Robbie Newport

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Protecting Incarcerated Loved Ones in Florida: Inmate Injury and Wrongful Death

Protecting Incarcerated Loved Ones in Florida: Inmate Injury and Wrongful Death                                                                                  cc from commons.wikimedia.org


Having a loved one placed in one of the 50 major correctional institutions in Florida is a difficult thing for families and friends; this difficulty is only exacerbated when they learn from their loved ones that their rights have been violated, or worse they learn their loved one has been injured or has died unexpectedly due, perhaps, to injustice.

Many times, when inmates suffer from: injuries due to negligence, wrongful deaths, or other injustices, this leaves families and friends feeling helpless when trying to get answers from the jail or prison system. What they should remember is: just because their loved ones are incarcerated doesn't mean they've lost their rights; also, these rights can be upheld and injustices can be rectified with legal help.

According to FindLaw, the rights of inmates include:


  • The right to humane facilities and conditions
  • The right to be free from sexual crimes
  • The right to be free from racial segregation
  • The right to express condition complaints
  • The right to assert their rights under the Americans with Disabilities Act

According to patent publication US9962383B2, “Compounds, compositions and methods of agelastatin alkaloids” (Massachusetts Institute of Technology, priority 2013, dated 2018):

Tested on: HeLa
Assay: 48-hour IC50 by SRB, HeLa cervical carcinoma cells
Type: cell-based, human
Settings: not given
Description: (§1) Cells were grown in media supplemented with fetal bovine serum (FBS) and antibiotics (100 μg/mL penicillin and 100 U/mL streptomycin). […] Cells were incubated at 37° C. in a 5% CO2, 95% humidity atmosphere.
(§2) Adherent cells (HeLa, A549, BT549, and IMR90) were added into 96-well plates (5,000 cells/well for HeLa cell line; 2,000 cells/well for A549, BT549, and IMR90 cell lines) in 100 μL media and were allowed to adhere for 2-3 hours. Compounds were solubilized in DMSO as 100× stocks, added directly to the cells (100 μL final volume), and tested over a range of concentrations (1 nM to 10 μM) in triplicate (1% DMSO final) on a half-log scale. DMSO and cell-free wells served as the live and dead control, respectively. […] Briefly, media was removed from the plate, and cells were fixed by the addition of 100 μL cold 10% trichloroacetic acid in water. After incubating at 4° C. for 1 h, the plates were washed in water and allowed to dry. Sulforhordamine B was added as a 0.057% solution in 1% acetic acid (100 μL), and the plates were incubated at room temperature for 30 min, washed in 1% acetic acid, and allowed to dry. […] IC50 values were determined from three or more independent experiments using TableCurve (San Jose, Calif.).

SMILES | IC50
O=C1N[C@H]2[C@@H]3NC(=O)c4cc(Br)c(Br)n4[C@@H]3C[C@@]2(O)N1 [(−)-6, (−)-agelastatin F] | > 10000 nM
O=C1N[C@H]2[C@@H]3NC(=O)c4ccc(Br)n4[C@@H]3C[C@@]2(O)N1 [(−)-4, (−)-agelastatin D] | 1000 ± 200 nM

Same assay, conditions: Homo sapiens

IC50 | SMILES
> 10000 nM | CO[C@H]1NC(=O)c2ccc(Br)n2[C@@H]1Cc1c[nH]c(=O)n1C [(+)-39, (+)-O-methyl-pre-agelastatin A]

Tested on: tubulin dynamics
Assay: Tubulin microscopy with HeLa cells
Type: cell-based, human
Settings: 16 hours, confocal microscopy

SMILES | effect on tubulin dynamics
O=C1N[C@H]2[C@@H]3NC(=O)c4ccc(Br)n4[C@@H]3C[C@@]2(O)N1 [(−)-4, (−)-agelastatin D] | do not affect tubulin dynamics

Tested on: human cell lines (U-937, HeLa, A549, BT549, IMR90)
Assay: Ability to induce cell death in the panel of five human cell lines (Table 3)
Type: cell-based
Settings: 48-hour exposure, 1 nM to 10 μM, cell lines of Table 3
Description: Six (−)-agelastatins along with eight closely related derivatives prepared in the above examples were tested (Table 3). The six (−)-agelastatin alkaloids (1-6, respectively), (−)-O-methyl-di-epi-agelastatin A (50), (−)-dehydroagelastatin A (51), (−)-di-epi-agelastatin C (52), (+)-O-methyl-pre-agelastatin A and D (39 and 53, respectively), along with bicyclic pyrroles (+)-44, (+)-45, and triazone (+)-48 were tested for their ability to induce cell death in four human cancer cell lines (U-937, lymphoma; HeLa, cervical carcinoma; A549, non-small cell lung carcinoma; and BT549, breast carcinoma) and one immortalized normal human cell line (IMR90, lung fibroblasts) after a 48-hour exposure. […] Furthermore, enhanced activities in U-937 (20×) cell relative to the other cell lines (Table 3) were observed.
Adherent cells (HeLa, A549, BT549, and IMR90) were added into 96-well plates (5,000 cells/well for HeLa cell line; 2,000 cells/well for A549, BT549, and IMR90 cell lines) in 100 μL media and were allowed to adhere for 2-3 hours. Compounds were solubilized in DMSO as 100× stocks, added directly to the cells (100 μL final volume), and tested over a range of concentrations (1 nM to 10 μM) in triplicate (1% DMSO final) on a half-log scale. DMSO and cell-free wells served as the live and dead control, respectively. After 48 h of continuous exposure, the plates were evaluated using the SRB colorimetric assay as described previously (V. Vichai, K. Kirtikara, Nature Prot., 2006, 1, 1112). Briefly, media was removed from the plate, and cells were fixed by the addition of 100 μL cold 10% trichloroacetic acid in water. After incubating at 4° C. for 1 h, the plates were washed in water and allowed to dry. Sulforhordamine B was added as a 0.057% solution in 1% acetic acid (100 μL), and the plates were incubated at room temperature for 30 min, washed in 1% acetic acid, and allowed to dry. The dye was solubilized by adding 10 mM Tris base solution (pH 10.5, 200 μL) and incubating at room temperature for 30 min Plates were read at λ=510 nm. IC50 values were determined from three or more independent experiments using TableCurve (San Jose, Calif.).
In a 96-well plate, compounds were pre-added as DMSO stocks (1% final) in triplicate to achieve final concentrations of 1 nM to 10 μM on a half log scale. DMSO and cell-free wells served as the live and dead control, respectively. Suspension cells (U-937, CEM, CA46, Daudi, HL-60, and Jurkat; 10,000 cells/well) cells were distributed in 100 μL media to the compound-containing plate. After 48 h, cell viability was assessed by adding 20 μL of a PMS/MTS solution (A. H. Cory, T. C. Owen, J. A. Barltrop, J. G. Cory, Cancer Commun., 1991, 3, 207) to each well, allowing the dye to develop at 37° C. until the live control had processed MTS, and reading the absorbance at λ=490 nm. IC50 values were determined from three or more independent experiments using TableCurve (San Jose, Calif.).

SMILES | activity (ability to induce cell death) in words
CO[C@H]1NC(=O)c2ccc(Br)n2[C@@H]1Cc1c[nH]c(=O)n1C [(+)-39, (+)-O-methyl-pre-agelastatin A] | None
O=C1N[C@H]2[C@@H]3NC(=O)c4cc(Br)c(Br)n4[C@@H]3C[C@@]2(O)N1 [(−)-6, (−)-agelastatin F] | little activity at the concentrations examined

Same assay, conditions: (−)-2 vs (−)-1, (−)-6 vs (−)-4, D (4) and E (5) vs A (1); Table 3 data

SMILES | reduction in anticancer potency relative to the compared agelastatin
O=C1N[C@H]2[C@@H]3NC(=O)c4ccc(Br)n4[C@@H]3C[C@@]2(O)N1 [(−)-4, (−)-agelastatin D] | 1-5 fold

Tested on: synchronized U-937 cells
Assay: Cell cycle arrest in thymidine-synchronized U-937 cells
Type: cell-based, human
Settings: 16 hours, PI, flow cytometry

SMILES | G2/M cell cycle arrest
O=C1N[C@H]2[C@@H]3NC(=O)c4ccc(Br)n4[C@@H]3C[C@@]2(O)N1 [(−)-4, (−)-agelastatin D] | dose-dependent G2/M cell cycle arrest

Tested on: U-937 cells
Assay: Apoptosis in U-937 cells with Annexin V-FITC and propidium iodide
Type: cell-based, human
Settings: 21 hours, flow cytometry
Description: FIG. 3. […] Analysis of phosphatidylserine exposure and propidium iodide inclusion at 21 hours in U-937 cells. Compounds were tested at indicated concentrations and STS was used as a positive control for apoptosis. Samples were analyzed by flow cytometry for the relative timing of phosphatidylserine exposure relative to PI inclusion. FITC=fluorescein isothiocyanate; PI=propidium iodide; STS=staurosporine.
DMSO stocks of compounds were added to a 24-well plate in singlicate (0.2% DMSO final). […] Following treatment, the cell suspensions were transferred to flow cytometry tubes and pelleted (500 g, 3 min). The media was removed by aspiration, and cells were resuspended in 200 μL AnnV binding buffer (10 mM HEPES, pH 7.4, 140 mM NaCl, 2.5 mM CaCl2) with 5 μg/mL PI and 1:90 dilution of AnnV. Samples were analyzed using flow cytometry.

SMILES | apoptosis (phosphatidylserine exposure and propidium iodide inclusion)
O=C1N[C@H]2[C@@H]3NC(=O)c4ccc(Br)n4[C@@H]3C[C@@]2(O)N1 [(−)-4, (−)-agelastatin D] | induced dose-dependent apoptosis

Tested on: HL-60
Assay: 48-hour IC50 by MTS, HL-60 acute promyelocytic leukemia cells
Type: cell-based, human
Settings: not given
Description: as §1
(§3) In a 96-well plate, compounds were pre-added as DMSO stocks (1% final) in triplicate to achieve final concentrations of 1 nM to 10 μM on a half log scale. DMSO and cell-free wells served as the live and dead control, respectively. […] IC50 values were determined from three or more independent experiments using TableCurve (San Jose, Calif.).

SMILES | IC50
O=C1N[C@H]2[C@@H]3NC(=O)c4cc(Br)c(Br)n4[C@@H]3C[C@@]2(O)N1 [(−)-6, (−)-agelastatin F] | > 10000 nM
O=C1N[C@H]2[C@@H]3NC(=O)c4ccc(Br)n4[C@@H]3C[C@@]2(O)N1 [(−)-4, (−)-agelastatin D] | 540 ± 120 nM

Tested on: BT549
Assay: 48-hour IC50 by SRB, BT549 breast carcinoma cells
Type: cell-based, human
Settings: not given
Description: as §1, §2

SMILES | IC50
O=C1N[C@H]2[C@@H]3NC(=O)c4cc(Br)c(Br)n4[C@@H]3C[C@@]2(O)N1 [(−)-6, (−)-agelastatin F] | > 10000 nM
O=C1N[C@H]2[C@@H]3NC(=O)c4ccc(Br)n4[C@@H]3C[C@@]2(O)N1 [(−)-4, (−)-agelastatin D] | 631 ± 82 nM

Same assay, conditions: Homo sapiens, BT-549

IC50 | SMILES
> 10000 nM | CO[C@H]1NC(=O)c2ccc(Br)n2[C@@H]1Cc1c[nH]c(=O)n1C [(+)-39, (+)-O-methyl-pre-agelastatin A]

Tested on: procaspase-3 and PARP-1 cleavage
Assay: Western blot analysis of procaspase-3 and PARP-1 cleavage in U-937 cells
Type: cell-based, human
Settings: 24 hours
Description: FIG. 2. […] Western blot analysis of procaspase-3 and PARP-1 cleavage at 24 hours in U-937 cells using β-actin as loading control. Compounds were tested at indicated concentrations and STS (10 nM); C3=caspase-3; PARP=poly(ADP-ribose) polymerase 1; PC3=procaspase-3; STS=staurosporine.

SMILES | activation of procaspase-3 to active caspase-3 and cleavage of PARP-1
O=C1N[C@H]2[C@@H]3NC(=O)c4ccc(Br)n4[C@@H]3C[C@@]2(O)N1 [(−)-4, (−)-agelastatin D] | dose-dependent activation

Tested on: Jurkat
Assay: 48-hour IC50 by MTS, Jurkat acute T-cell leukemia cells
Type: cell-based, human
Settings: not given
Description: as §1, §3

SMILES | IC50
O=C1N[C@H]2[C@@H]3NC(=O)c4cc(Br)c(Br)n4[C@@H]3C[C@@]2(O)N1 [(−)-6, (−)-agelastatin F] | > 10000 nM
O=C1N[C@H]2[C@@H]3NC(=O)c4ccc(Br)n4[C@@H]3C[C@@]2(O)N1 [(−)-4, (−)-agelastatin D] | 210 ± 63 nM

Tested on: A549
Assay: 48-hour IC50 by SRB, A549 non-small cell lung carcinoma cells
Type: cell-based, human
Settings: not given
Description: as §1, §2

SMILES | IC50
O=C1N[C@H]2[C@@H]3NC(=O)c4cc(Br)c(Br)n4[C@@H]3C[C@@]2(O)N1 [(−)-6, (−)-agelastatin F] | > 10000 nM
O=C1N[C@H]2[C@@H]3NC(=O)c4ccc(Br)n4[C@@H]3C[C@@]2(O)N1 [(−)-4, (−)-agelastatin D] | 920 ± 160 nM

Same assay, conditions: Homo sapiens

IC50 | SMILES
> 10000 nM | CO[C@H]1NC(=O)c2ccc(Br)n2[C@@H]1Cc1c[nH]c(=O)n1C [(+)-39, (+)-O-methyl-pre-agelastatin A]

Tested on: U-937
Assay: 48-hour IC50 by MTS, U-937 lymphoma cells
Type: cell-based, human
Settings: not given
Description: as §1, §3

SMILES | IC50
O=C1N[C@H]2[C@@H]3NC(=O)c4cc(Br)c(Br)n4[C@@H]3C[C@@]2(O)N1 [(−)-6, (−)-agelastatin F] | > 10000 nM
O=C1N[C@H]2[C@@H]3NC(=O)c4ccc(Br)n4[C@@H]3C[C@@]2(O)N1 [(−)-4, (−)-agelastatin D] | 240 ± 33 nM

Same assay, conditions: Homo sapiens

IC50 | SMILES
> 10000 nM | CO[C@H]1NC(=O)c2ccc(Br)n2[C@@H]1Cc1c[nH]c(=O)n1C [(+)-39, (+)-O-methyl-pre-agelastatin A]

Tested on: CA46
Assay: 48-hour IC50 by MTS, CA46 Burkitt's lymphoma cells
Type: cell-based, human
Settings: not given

• The right to medical care and attention as needed
  • The right to appropriate mental health care
  • The right to a hearing if they are to be moved to a mental health facility

Author in Source Title


While these rights are granted to inmates, many times they aren't adhered to, which can lead to injury and even death for inmates. Behind the closed doors of jails and prisons, correctional officers and medical staff, all to often, may feel they can get away with mistreating inmates because they judge them for simply being in there; even though, inmates in jail might not even be convicted yet, and the U.S. Constitution grants all inmates the rights we listed above.


Florida Inmates and the Privatized Health Care Problem


According to the Florida Department of Corrections (FDC) website, there were 96,253 inmates incarcerated in their 50 major correctional institutions and numerous satellite facilities across the state in the fiscal year 2017-2018.

To put this in perspective, out of the 50 U.S. States, Florida has the 10th highest incarceration rate per population and the 3rd largest inmate population overall.

And when it comes to inmate deaths in the fiscal year 2017-18, according to the FDC's website, Florida had a total of 481 deaths: 331 natural, 85 accident, 8 homicide, 17 suicide, 40 pending – this is the highest amount of deaths recorded in the last 5 years, even with a slight decrease of inmate population since the fiscal year 2013-14, from 100,942 to 96,253.

An article found on Prison Legal News, called: "Florida Prisoner Deaths Spike with Privatized Prisoner Health Care", written on April 25th, 2017 by David Reutter, explains more:


With the advent of privatized prisoner health care in Florida, a spike in deaths has hit levels not seen in 10 years.
...Concern of prisoner health care was fully adopted. By January 2014 – or roughly 100 days after the prisons profiteers took over prisoner care – the monthly prisoner death count shot to a 10-year high of 36 individuals, reported the Palm Beach Post.privatization is an understatement for what has transpired since